Following the launch of Cameroon’s third wireless operator Viettel (operating as Nexttel) earlier this month, the government has decided to award a new licence for the establishment and operation of a mobile telecoms network to the country’s state-owned fixed line monopoly CamTel. Journal du Cameroun reports that the 15-year licence agreement was signed on Friday by CamTel’s president of the board Victor Mukete and the Minister of Posts and Telecommunications, Jean-Pierre Biyiti bi Essam, in the capital Yaounde. TeleGeography’s GlobalComms Database notes that CamTel previously operated in the mobile market via wireless arm CamTel Mobile, but in February 2000 South African telecoms group MTN acquired 70% of the cellco (now operating as MTN Cameroon) for a reported XAF63.9 billion (USD140 million), whilst its local partner Broadband Telecom bought the remainder. MTN is Cameroon’s largest cellco by subscribers, with a total customer base of 10.223 million at the end of June 2014 (a market share of 62.5%), ahead of second-placed Orange Cameroun with 6.146 million (37.5%). A third operator, Vietnamese-owned Viettel Cameroon, was announced as the winner of the third mobile licence in December 2012 and launched the country’s first 3G wireless services under the brand Nexttel brand earlier this month.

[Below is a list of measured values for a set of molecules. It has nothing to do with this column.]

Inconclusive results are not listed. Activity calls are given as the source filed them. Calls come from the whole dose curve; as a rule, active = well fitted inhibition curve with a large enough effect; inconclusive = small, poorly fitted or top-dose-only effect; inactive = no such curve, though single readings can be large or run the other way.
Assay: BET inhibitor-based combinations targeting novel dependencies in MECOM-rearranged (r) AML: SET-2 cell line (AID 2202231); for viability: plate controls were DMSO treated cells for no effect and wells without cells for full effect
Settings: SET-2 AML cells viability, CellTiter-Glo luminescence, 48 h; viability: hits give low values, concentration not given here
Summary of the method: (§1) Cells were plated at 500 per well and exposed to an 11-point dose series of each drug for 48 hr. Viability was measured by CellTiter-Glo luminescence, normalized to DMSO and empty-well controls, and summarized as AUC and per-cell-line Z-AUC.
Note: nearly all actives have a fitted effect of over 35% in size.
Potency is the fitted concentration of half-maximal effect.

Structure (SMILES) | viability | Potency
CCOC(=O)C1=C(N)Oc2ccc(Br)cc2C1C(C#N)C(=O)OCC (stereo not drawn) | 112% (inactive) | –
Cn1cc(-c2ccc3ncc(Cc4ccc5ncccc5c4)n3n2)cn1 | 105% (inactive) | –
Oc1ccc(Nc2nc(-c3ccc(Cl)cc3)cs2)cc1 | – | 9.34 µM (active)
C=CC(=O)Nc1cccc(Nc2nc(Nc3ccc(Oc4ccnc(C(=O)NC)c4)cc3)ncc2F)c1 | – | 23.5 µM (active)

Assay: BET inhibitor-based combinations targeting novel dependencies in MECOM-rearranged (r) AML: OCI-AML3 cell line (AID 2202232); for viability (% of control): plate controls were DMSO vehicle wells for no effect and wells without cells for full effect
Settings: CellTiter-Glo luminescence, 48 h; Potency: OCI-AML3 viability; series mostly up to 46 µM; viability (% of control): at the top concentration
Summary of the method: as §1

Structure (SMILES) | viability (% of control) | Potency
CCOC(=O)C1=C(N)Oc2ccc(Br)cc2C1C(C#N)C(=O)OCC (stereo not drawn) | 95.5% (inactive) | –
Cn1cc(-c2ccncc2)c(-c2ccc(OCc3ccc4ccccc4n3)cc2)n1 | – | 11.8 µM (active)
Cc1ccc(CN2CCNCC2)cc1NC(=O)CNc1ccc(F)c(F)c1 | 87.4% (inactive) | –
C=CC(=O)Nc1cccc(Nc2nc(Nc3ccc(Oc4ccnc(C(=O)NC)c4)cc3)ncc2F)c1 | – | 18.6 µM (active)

In a separate development, Investir au Cameroun cites a report by Le Quotidien de l’Economie as saying that Viettel’s request for an extension of its exclusivity on the provision of 3G services has been turned down by the government. Under the terms of Viettel’s licence, which was awarded in December 2012, the cellco was given a two-year period of exclusivity on the provision of 3G services, but earlier this year it was reported that the Vietnamese-owned company was seeking to extend its monopoly, due to delays in rolling out commercial services. However, the Agence de Regulation des Telecommunications (ART) has reportedly authorised MTN and Orange to begin offering 3G services from next year, indicating that Viettel’s application to extend its monopoly was turned down.